Catholic School Development Foundation (CSDF) will be a not-for-profit operating foundation whose exclusive purpose is to provide development and fund raising counsel to Catholic elementary and secondary schools. By definition, an operating foundation is "An organization that uses its resources to conduct research or provide a direct service." (Foundation Directory, 1995, p. vi.)
While most operating foundations depend upon large endowments, the concept driving this foundation relies instead upon a "living endowment." This term, wide-spread in Catholic school circles, refers to the sisters, brothers and priests that educated several generations of immigrant families while themselves living a vow of poverty. Historically, our Catholic schools have had no financial endowment; rather they flourished at very low cost to families because of extremely low overhead--thanks to their living endowment.
To operate CSDF via a living endowment does not mean that the consultants working through CSDF must be vowed religious. Nor does it mean that CSDF employees live a life of poverty. In fact, compensation can be every bit as good as for-profit firms. To understand how this is possible one must first understand the for-profit consulting fee/cost structure.
The industry-standard fees charged by for-profit firms for campaign work average $15,000 per month per client. Of this amount, about one-third goes to the consultant doing the work, another third is overhead (primarily training costs and the cost of making presentations across the country for new work), and one-third is profit to the owner of the firm. This standard income/expense structure creates a problem for the "for-profit" and an opportunity for the "not-for-profit."
The problem for conventional firms lies in young consultants who see the monthly fees charged, compare it to their paycheck, and conclude "I can do this on my own." Consequently, the established national firms face constant turnover, recruitment and training costs while suffering a chronic lack of experience in the consultants who actually do the work. At the same time, they have created a barrage of new regional competition. Over the last ten years there has been an explosion of development consulting firms, most with no one in the firm except the owner. The business card may read "John Doe & Associates" but there are rarely any associates.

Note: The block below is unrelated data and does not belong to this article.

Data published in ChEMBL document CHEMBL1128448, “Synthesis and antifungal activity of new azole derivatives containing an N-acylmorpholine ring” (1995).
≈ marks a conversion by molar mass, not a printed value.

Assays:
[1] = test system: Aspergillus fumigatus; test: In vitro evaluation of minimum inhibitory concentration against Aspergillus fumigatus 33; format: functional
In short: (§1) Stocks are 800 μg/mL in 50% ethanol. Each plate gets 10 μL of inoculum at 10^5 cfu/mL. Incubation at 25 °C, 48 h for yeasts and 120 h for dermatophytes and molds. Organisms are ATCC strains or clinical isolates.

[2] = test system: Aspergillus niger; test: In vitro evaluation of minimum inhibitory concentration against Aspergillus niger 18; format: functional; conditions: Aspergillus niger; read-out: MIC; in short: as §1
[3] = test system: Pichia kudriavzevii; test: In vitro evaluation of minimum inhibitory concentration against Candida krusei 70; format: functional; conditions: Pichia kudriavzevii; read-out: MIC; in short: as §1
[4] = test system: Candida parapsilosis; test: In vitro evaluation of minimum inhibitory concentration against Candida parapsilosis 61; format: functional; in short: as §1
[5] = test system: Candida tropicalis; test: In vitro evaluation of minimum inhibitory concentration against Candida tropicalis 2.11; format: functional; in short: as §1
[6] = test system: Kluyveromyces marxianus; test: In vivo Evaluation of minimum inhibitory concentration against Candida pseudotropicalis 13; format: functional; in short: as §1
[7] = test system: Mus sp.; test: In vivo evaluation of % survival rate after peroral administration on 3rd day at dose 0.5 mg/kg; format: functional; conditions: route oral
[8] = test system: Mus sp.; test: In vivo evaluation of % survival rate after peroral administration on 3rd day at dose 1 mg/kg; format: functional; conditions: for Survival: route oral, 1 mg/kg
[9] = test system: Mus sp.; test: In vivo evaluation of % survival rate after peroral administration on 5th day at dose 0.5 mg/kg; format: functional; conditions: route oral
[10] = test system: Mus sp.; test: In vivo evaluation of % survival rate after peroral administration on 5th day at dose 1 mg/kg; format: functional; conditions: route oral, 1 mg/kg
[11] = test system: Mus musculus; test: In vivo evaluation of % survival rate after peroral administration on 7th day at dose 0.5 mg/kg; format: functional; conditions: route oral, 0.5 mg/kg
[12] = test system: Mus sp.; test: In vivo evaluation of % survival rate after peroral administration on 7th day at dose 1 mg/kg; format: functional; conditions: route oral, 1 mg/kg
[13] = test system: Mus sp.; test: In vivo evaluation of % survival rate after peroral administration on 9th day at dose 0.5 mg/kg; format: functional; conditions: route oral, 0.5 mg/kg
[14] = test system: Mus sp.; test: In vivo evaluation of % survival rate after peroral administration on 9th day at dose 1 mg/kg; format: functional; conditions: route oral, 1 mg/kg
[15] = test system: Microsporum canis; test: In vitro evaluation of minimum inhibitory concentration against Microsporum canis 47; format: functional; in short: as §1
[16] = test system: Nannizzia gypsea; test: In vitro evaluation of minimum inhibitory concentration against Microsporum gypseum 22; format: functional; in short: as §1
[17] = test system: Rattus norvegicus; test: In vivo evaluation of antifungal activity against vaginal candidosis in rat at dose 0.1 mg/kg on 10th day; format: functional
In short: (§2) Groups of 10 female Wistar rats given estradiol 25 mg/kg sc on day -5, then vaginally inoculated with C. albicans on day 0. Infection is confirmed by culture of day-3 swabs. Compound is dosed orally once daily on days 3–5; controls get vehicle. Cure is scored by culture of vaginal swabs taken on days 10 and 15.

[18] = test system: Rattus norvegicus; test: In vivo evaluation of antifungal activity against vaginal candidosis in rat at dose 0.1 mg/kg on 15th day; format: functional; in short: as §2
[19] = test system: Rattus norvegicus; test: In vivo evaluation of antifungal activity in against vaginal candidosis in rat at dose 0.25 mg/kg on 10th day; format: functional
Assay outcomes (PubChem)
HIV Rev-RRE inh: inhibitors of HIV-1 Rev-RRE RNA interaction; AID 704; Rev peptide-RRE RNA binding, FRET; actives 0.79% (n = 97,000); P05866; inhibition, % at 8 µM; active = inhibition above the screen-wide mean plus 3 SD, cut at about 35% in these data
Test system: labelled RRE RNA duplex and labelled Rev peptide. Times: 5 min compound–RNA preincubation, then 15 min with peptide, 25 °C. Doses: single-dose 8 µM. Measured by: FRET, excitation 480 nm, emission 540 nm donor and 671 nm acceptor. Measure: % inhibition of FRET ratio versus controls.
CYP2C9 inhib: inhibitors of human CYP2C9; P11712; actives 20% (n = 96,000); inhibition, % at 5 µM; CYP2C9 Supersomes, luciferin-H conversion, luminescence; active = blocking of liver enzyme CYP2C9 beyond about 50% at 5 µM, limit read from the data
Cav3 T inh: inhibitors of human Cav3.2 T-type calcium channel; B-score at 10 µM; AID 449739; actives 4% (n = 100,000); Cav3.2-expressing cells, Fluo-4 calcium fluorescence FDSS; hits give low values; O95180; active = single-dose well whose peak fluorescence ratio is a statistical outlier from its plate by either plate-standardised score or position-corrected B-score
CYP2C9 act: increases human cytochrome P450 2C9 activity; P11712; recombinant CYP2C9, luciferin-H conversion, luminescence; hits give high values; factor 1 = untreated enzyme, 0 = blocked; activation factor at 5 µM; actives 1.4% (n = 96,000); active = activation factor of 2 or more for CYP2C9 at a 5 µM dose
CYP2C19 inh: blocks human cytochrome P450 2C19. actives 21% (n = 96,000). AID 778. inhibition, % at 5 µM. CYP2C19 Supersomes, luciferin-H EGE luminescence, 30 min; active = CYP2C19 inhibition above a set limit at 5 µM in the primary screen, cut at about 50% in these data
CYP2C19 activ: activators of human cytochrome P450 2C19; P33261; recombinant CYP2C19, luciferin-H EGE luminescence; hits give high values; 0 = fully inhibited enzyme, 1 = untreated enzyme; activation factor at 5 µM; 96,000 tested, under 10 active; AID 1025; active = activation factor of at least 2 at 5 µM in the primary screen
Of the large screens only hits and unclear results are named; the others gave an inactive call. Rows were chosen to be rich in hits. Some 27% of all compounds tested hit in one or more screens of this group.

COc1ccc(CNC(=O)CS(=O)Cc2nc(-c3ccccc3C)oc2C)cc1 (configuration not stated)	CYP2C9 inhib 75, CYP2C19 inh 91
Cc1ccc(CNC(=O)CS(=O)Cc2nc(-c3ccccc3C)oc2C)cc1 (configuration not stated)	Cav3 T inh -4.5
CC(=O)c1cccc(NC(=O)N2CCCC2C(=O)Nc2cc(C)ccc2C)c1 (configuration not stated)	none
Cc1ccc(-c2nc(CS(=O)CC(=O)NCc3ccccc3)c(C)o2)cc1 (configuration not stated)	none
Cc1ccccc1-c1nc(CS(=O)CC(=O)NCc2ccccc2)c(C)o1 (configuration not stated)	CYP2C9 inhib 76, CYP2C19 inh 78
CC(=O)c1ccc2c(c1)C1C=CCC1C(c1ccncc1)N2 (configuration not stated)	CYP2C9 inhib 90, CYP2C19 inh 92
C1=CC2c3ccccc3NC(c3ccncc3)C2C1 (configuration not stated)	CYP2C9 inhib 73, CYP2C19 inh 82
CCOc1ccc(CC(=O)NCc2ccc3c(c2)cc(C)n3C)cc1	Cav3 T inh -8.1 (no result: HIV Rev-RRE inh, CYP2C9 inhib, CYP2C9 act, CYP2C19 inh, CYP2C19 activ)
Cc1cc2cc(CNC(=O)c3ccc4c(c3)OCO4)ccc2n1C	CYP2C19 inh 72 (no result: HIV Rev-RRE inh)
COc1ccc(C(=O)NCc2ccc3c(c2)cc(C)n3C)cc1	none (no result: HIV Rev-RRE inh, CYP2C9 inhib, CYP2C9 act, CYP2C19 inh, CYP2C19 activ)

The opportunity for the not-for-profit lies in the one-third of fees that normally would be profit. What if, instead of buying a house on the beach for a firm owner, those profits were set aside each month in a cash reserve to serve Catholic schools that cannot afford development counsel? While Jesuit High School may easily afford high monthly fees, St. Ann's Indian School cannot. By setting aside the "profits" from one client, CSDF could afford to send a consultant to St Ann's. In doing so, CSDF consultants will be the new living endowment serving those schools least able to afford development counsel.
Catholic School Development Foundation exists to provide development counsel to America's Catholic elementary and high schools.
The keys to success are:
The 'capital' in a consulting firm walks out the door every evening at five. The only real equity rests in the experience levels of the people in the firm, for they represent the ability of the firm to attract future business.
Keeping experienced people is difficult. Since the late 1980s there has been an explosion of new consulting firms serving non-profits with fundraising and consulting services. Many consultants, now independent, were trained by the large national firms. The organization that discovers how to attract and retain qualified people will ultimately win the day. This, above all else, is the key to success.
Why is it tempting for people to set up their own firms once they have a modicum of experience? The answer lies in the nature of a not-yet-mature industry: fundraising consulting is the ultimate 'low entry barriers' business.
In short, it is relatively easy to establish an independent firm. But if an organization is going to grow, it must retain qualified personnel. To do this, it must be more attractive for consultants to stay than to leave. This is the central issue we will discuss later.
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